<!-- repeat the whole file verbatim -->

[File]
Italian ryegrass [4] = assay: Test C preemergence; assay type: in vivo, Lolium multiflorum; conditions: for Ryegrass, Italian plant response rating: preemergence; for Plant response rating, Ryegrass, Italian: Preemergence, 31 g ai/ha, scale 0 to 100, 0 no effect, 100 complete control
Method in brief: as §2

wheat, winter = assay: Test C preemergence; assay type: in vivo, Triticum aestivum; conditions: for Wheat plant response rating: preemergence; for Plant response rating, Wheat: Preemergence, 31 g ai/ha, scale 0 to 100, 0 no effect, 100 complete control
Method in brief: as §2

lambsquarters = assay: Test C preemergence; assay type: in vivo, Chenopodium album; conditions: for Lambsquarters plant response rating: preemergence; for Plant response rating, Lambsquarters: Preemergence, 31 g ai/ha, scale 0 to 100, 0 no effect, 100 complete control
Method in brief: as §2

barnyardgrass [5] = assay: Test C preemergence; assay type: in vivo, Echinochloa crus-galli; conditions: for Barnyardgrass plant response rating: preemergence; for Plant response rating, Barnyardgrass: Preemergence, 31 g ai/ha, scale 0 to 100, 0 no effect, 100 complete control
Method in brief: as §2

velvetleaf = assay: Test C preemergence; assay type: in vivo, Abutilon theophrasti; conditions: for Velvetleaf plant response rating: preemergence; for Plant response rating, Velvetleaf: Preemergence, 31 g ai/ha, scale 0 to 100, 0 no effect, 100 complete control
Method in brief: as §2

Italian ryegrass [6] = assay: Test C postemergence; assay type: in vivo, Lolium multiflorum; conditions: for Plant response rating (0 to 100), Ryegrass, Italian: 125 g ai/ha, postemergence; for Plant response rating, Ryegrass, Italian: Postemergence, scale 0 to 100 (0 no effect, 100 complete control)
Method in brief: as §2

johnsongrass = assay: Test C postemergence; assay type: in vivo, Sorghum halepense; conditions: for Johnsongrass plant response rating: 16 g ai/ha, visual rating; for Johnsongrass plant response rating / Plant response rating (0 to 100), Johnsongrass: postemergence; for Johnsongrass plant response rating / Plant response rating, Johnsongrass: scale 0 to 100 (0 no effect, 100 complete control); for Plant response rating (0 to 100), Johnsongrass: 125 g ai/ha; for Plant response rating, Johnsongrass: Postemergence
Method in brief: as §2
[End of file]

Italian ryegrass [4] = assay: Test C preemergence; assay type: in vivo, Lolium multiflorum; conditions: for Ryegrass, Italian plant response rating: preemergence; for Plant response rating, Ryegrass, Italian: Preemergence, 31 g ai/ha, scale 0 to 100, 0 no effect, 100 complete control
Method in brief: as §2

wheat, winter = assay: Test C preemergence; assay type: in vivo, Triticum aestivum; conditions: for Wheat plant response rating: preemergence; for Plant response rating, Wheat: Preemergence, 31 g ai/ha, scale 0 to 100, 0 no effect, 100 complete control
Method in brief: as §2

lambsquarters = assay: Test C preemergence; assay type: in vivo, Chenopodium album; conditions: for Lambsquarters plant response rating: preemergence; for Plant response rating, Lambsquarters: Preemergence, 31 g ai/ha, scale 0 to 100, 0 no effect, 100 complete control
Method in brief: as §2

barnyardgrass [5] = assay: Test C preemergence; assay type: in vivo, Echinochloa crus-galli; conditions: for Barnyardgrass plant response rating: preemergence; for Plant response rating, Barnyardgrass: Preemergence, 31 g ai/ha, scale 0 to 100, 0 no effect, 100 complete control
Method in brief: as §2

velvetleaf = assay: Test C preemergence; assay type: in vivo, Abutilon theophrasti; conditions: for Velvetleaf plant response rating: preemergence; for Plant response rating, Velvetleaf: Preemergence, 31 g ai/ha, scale 0 to 100, 0 no effect, 100 complete control
Method in brief: as §2

Italian ryegrass [6] = assay: Test C postemergence; assay type: in vivo, Lolium multiflorum; conditions: for Plant response rating (0 to 100), Ryegrass, Italian: 125 g ai/ha, postemergence; for Plant response rating, Ryegrass, Italian: Postemergence, scale 0 to 100 (0 no effect, 100 complete control)
Method in brief: as §2

johnsongrass = assay: Test C postemergence; assay type: in vivo, Sorghum halepense; conditions: for Johnsongrass plant response rating: 16 g ai/ha, visual rating; for Johnsongrass plant response rating / Plant response rating (0 to 100), Johnsongrass: postemergence; for Johnsongrass plant response rating / Plant response rating, Johnsongrass: scale 0 to 100 (0 no effect, 100 complete control); for Plant response rating (0 to 100), Johnsongrass: 125 g ai/ha; for Plant response rating, Johnsongrass: Postemergence
Method in brief: as §2